A Glimmer of Hope for a More Tolerant World
It may come as no surprise but recent stats show that almost five billion people, around the world, use social media—to connect, to stay informed, or simply to express ourselves. There’s no doubt digital platforms have become an integral part of our lives, but they can also be a breeding ground for intolerance.
November 16 is the International Day of Tolerance.
Tolerance is more than just putting up with each other; although that is a good start. The Macquarie Dictionary defines tolerance as:
“the disposition to be patient and fair towards those whose opinions or practices differ from one’s own”.
Since social media is such a dominant force in today’s society, on this International Day of Tolerance, it’s worth asking the question: Does social media help or hinder us in being tolerant—patient and fair—towards those whose opinions or practices differ from our own?
Online social networks make it very easy for us to connect with people who share our interests and views. But, we also hear about the evils of social media, and the way these digital platforms are designed to be addictive—keeping us engaged and scrolling.
In fact, both these features work together to create echo chambers, where we are increasingly exposed primarily to opinions and information that reinforce our own existing beliefs.
And while this may seem benign to many, research has found that when we are limited to seeing content that confirms our own views, we become more radical in those views. In addition, we are more likely to believe false information if it further justifies these views.
This helps the spread of misinformation, producing a vicious cycle where echo chambers and hate speech feed off each other: the ideal conditions for intolerance.
Intolerance is not a new problem though. Way back in 1945, then US president Franklin D. Roosevelt wrote,
“Today we are faced with the preeminent fact that if civilization is to survive, we must cultivate the science of human relationships—the ability of all peoples, of all kinds, to live together and work together in the same world, at peace.”
In 2023, on International Day for Tolerance, this is worth serious contemplation.
What does it look like to cultivate the science of human relationships?
➟ Perhaps the first step is to look at ourselves and our own attitudes. UNESCO suggests asking ourselves these questions: Am I a tolerant person? Do I stereotype people? Do I reject those who are different from me? Do I blame my problems on ‘them’?
➟ It is important to be aware of our own echo chambers and to seek out information from a variety of sources. We also need to think critically about the information we see and to be sceptical of information that seems too good to be true.
➟ Intolerance is more likely when there is a lack of knowledge and understanding of others. So, let’s broaden our horizons, meet people outside our normal spheres, listen to their stories, take time to learn about other cultures etc. And be quick to listen, and slow to judge.
➟ Ensure any hate speech or bullying on social media is reported to the platform.
➟ Take time out from digital conversations and talk to people face to face.
➟ When we do engage in online conversations with those whose opinions differ from our own, respect goes a long way.
➟ Check out Glimmer—the social network that believes in being kind to each other.
A little about us
Glimmer does social media differently.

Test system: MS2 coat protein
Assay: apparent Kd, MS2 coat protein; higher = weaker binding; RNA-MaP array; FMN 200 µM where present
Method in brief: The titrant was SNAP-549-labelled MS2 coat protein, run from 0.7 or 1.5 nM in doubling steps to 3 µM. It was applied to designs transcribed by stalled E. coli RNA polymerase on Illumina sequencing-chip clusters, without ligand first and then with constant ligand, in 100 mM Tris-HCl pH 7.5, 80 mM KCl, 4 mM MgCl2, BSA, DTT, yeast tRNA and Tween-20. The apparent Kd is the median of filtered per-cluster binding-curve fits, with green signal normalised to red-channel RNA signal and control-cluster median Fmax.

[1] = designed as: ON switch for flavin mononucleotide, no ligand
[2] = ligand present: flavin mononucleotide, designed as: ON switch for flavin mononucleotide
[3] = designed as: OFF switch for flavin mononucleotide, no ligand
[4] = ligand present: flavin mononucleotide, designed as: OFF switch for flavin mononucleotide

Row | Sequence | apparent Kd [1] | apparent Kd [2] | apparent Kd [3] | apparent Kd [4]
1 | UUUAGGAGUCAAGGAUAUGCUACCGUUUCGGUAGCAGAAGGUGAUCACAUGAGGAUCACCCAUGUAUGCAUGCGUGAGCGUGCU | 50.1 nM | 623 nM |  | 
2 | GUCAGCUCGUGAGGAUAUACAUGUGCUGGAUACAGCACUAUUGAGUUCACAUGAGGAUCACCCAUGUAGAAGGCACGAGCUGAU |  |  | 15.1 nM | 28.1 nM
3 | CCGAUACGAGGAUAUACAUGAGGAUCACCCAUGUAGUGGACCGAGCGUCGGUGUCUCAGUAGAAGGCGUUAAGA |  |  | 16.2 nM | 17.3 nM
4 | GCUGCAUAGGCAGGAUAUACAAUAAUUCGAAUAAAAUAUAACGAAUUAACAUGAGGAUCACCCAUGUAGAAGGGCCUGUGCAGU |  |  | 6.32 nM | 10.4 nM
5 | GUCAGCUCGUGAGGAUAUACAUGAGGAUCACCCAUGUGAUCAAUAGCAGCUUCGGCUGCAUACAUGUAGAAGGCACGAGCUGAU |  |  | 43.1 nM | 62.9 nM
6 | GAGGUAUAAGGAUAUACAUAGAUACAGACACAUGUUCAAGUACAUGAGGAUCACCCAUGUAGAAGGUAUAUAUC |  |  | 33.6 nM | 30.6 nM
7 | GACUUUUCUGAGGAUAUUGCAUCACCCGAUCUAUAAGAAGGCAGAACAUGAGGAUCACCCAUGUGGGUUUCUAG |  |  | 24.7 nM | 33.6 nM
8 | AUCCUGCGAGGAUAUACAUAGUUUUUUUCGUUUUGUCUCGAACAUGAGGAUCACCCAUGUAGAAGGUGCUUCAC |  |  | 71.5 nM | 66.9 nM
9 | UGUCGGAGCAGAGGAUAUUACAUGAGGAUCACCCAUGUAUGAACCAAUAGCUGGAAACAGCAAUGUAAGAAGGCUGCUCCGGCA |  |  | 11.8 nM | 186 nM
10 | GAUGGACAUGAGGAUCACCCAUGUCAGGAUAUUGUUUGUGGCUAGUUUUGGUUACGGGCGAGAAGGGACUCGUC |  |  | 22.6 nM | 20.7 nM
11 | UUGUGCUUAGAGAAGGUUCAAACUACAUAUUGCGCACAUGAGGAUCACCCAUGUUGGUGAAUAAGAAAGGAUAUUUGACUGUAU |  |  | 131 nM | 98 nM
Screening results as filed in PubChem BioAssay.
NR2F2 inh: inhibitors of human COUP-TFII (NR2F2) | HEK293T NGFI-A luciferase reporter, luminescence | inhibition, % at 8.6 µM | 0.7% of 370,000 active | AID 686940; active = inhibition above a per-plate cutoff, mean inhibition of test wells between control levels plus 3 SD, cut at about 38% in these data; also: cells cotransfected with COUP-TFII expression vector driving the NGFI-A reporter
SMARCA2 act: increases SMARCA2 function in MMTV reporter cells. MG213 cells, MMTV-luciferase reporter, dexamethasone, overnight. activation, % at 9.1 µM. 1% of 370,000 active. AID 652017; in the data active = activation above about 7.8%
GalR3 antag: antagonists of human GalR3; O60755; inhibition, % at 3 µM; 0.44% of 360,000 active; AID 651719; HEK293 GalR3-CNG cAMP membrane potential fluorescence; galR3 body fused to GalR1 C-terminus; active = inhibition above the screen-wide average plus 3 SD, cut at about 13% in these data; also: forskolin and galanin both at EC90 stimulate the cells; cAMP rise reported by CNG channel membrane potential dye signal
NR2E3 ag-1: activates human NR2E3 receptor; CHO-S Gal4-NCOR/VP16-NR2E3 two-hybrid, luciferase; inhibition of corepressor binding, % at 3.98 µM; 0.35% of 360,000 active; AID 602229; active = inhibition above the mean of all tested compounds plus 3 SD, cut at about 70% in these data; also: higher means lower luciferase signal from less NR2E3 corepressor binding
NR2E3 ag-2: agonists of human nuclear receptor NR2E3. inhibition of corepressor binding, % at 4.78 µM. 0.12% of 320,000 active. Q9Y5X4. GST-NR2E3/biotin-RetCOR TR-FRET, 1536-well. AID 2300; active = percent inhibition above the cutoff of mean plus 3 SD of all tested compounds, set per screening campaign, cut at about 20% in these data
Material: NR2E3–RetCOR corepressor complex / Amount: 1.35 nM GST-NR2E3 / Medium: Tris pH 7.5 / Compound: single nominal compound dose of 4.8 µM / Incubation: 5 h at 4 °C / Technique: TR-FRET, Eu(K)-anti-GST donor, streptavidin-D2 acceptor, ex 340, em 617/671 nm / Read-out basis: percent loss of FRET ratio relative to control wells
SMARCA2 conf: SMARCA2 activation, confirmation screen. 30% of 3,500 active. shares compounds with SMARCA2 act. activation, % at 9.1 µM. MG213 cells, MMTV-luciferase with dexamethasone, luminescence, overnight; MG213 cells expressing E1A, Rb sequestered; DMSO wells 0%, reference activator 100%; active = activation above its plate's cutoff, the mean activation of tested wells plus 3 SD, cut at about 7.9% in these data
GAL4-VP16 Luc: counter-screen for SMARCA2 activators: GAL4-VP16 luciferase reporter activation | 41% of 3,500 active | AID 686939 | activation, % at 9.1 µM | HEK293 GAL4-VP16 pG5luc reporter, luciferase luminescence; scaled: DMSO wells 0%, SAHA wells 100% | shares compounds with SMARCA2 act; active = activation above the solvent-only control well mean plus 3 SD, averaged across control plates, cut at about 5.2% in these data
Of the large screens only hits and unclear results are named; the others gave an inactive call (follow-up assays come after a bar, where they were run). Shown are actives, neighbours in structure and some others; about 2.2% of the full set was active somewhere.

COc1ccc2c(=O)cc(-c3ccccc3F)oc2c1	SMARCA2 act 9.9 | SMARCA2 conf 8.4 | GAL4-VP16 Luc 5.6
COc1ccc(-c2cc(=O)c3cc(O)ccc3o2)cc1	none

Glimmer is a platform for all people to share their stories and perspectives on sustainability and well-being. This creates a more inclusive and tolerant space for everyone to participate in the conversation, helping each other look after our planet and our well-being.
Glimmer promotes tolerance by highlighting the importance of diversity and equity; everyone has a role to play in building a more sustainable future, and a more just and equitable world.
Let’s work together to foster a harmonious society where we can all live and work together in peace.
In line with 2023 EU recommendations for online platforms, Glimmer prioritises:
➟ diligent content moderation to enable respectful conversation and collaboration
➟ transparency and accountability
➟ digital privacy and security for all, placing a high value on protecting users’ personal information, allowing options for personalised settings to improve digital well-being
➟ providing information from credible sources.
Let’s take better care of ourselves, each other, and our planet—through responsible and ethical online communication and collaboration. Be that glimmer of hope for a more tolerant world.
Committee on the Internal Market and Consumer Protection. Draft Report. https://groenlinks.nl/sites/groenlinks/files/2023-09/Initiatiefrapport%20Verslavend%20Ontwerp.pdf
Corporate social responsibility and public diplomacy as formulas to reduce hate speech on social media in the fake news era. Doncel-Martín, I., Catalan-Matamoros, D., & Elías, C. https://www.emerald.com/insight/content/doi/10.1108/CCIJ-04-2022-0040/full/html
Disinformation and Echo Chambers: How Disinformation Circulates on Social Media Through Identity-Driven Controversies. Diaz Ruiz, C., Nilsson, T. https://journals.sagepub.com/doi/full/10.1177/07439156221103852
International Day for Tolerance. https://www.unesco.org/en/days/tolerance?TSPD_101_R0=080713870fab2000fb6dee85429c721a63ea222d3bb53ea6d351a27c09d83c3858cb067962b983ca0830dd9fa5143000936f6ad98d6450a918a0a0022eca994b13b55a8db897586ed2c24e20f35882e5b00d681f842245c9da18343cefecd2b3
Intolerance on social media: #refugeeswelcome and the Paris terrorist attacks. https://theconversation.com/intolerance-on-social-media-refugeeswelcome-and-the-paris-terrorist-attacks-106795
Top social media statistics and trends of 2023. https://www.forbes.com/advisor/business/social-media-statistics/